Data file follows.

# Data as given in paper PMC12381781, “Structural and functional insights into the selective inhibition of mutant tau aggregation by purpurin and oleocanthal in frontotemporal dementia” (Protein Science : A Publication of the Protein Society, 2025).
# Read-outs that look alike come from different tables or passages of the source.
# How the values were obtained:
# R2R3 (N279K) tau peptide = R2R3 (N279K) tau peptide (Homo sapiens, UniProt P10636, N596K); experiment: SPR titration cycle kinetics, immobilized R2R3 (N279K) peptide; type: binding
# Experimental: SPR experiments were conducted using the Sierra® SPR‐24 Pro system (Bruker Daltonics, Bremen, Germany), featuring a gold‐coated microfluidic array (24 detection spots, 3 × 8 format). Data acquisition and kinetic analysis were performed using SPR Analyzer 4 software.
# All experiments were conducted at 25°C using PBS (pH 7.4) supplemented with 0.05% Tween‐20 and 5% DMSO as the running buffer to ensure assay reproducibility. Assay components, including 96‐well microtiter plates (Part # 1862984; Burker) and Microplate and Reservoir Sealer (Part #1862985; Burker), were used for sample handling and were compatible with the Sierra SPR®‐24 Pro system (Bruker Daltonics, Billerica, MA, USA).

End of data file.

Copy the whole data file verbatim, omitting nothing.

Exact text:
# Data as given in paper PMC12381781, “Structural and functional insights into the selective inhibition of mutant tau aggregation by purpurin and oleocanthal in frontotemporal dementia” (Protein Science : A Publication of the Protein Society, 2025).
# Read-outs that look alike come from different tables or passages of the source.
# How the values were obtained:
# R2R3 (N279K) tau peptide = R2R3 (N279K) tau peptide (Homo sapiens, UniProt P10636, N596K); experiment: SPR titration cycle kinetics, immobilized R2R3 (N279K) peptide; type: binding
# Experimental: SPR experiments were conducted using the Sierra® SPR‐24 Pro system (Bruker Daltonics, Bremen, Germany), featuring a gold‐coated microfluidic array (24 detection spots, 3 × 8 format). Data acquisition and kinetic analysis were performed using SPR Analyzer 4 software.
# All experiments were conducted at 25°C using PBS (pH 7.4) supplemented with 0.05% Tween‐20 and 5% DMSO as the running buffer to ensure assay reproducibility. Assay components, including 96‐well microtiter plates (Part # 1862984; Burker) and Microplate and Reservoir Sealer (Part #1862985; Burker), were used for sample handling and were compatible with the Sierra SPR®‐24 Pro system (Bruker Daltonics, Billerica, MA, USA).